by Tony Nigro
He stood utterly still, and I tried to remember what that way of standing reminded me of. And then I knew. Charles Bronson stands like a pit bulldog. He somehow manages that kind of balance with only two feet…. So symmetrical is he that it is impossible for him to make an ungraceful move, and it is from that symmetry that his bulldog balance comes.
I only recently began reading the writer Harry Crews, and man, do I feel like I was missing out. My introduction was his 1975 essay for Playboy, “Charles Bronson Ain’t No Pussycat” (quoted here and republished in Blood & Grits as “The Knuckles of Saint Bronson”). It is nothing short of perfect in form and function, describing the actor in vivid detail and making me want to actually be, simultaneously, Harry Crews and Charles Bronson.
by Lewis Manalo
When I was a kid I thought that David Carradine really was half Chinese.
He played all kinds of roles, but he’ll always be known for Kwai Chang Caine, the halfie Shaolin monk who grew his hair long and walked the earth, kicking up the sand of the Old West. What makes the Kung Fu TV series so funny these days is how damn sincere it is with all its Orientalism and Old West nostalgia, dissolving between the diffusion-lensed flashbacks of blind monk Master Po in Shaolin Temple and the simple backlot barrooms overflowing with six-gun-toting cowpoke.
I have memories of wood-paneled Saturday afternoons spent splayed out on the shag rug with my brother drinking New Coke and watching Kung Fu reruns back to back with Kung Fu Theater, a local channel’s weekly outpouring of martial arts movie classics, like The Five Deadly Venoms and The Executioners of Death, and some not so classics, like The Clones of Bruce Lee.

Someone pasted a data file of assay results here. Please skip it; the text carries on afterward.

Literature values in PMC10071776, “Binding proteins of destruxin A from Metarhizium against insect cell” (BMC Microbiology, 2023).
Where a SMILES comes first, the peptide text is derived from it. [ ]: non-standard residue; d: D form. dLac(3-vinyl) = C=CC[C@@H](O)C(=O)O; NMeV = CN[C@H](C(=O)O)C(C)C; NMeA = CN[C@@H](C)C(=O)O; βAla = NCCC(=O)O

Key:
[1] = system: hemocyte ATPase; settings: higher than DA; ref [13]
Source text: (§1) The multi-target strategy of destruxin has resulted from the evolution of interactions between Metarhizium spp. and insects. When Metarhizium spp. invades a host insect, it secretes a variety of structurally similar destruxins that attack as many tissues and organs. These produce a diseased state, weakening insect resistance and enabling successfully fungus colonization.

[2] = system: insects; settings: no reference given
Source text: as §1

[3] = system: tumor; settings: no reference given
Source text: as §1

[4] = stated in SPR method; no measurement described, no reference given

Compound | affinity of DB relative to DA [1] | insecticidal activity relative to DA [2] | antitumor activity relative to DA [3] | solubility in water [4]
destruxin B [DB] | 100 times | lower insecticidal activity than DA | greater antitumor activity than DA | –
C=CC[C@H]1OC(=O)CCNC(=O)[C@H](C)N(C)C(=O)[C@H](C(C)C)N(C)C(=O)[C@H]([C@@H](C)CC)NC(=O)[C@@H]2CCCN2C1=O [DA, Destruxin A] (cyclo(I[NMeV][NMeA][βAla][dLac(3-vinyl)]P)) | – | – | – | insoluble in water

What David Carradine brought into the mix of afternoon chop-socky heroes was something unique because his machismo was halfie, like his character. He had all the honor-inspired bloodlust and all the empty hand skills of a kung-fu hero, but he also had a bit of that swagger and that way with the ladies that came with being a cowboy. John Wayne never seemed to learn more than one punch, but Caine could throw down with cowhands, Apaches, and Ming assassins, sometimes all at once. And how often did Gordon Lui or Bruce Lee get any cinematic poontang? Caine got him some booty in that TV series, even a love child played by Brandon Lee.
In a genre where white guys have never been a great fit (Chuck Norris is another universe unto himself) and a country where media has traditionally either desexualized Asian males (take your pick of any Chinese star who’s tried out Hollywood in the last ten years) or turned them into sexual deviants (Long Duk Dong in Sixteen Candles, anyone?) David Carradine fleshed out a hero from between two worlds, a counter-culture bad-ass who could’ve strutted through Easy Rider just as soon as trade blows with the Master Killer.
We miss David Carradine because he was something unique in the cinematic landscape, and with all these new, young “stars” looking like they fell out of the same Old Navy catalog, something unique is missed now more than ever.